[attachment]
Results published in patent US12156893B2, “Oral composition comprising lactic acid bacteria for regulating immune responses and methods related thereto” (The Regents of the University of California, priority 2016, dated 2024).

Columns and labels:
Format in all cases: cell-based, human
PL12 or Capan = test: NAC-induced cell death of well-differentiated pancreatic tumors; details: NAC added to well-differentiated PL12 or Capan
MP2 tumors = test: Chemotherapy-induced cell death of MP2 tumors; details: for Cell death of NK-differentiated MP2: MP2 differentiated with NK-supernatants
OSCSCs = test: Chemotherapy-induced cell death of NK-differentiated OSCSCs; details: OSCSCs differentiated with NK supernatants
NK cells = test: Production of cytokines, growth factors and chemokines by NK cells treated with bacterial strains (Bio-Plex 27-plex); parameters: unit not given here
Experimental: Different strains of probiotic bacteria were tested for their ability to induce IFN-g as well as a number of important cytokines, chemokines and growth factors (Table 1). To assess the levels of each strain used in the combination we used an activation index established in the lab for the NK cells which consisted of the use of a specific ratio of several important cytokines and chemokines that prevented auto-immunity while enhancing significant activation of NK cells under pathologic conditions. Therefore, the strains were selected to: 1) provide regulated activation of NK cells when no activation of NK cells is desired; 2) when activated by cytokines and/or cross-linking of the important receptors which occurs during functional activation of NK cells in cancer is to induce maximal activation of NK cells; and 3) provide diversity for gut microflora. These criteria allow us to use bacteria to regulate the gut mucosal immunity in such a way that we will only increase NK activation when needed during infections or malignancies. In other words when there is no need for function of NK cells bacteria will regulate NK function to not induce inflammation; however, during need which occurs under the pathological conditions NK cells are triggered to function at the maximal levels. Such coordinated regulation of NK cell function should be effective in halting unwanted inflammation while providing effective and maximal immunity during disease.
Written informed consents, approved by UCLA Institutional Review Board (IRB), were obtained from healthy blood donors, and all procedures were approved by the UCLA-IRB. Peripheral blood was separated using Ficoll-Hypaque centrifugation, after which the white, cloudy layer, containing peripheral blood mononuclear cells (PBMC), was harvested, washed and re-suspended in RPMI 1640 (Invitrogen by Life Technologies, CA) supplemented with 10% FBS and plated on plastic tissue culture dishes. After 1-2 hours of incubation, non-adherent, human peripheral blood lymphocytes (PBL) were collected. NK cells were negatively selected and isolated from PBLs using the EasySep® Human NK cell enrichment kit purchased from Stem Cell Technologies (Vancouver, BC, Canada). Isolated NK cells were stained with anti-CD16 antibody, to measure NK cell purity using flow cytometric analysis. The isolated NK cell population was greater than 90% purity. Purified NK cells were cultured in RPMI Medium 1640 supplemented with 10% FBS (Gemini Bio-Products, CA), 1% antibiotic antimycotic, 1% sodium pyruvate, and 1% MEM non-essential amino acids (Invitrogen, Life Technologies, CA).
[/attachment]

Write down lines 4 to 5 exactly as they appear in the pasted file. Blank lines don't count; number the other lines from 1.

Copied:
PL12 or Capan = test: NAC-induced cell death of well-differentiated pancreatic tumors; details: NAC added to well-differentiated PL12 or Capan
MP2 tumors = test: Chemotherapy-induced cell death of MP2 tumors; details: for Cell death of NK-differentiated MP2: MP2 differentiated with NK-supernatants